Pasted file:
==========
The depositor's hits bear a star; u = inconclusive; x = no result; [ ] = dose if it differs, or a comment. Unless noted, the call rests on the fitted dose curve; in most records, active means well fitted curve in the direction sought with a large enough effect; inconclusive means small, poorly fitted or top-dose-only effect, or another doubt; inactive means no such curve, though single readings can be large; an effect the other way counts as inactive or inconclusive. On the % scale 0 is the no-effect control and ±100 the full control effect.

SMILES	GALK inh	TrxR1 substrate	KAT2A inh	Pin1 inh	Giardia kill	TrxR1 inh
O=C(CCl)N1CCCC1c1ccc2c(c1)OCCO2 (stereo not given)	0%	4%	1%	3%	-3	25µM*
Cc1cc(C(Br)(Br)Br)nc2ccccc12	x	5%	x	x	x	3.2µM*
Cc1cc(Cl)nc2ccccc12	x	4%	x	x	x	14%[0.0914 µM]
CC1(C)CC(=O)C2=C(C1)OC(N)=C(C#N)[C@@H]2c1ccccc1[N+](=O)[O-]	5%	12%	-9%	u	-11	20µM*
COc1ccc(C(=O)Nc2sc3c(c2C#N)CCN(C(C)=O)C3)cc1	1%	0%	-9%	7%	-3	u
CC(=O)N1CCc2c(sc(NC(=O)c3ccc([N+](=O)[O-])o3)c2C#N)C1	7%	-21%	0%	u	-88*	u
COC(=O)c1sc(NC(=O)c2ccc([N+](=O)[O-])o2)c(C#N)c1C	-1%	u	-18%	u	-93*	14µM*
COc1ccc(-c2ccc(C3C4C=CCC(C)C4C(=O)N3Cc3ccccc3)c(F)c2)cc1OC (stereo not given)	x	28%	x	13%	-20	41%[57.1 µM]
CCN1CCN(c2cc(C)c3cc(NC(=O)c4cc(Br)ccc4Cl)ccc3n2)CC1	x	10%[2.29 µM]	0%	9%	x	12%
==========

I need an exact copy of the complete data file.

The depositor's hits bear a star; u = inconclusive; x = no result; [ ] = dose if it differs, or a comment. Unless noted, the call rests on the fitted dose curve; in most records, active means well fitted curve in the direction sought with a large enough effect; inconclusive means small, poorly fitted or top-dose-only effect, or another doubt; inactive means no such curve, though single readings can be large; an effect the other way counts as inactive or inconclusive. On the % scale 0 is the no-effect control and ±100 the full control effect.

SMILES	GALK inh	TrxR1 substrate	KAT2A inh	Pin1 inh	Giardia kill	TrxR1 inh
O=C(CCl)N1CCCC1c1ccc2c(c1)OCCO2 (stereo not given)	0%	4%	1%	3%	-3	25µM*
Cc1cc(C(Br)(Br)Br)nc2ccccc12	x	5%	x	x	x	3.2µM*
Cc1cc(Cl)nc2ccccc12	x	4%	x	x	x	14%[0.0914 µM]
CC1(C)CC(=O)C2=C(C1)OC(N)=C(C#N)[C@@H]2c1ccccc1[N+](=O)[O-]	5%	12%	-9%	u	-11	20µM*
COc1ccc(C(=O)Nc2sc3c(c2C#N)CCN(C(C)=O)C3)cc1	1%	0%	-9%	7%	-3	u
CC(=O)N1CCc2c(sc(NC(=O)c3ccc([N+](=O)[O-])o3)c2C#N)C1	7%	-21%	0%	u	-88*	u
COC(=O)c1sc(NC(=O)c2ccc([N+](=O)[O-])o2)c(C#N)c1C	-1%	u	-18%	u	-93*	14µM*
COc1ccc(-c2ccc(C3C4C=CCC(C)C4C(=O)N3Cc3ccccc3)c(F)c2)cc1OC (stereo not given)	x	28%	x	13%	-20	41%[57.1 µM]
CCN1CCN(c2cc(C)c3cc(NC(=O)c4cc(Br)ccc4Cl)ccc3n2)CC1	x	10%[2.29 µM]	0%	9%	x	12%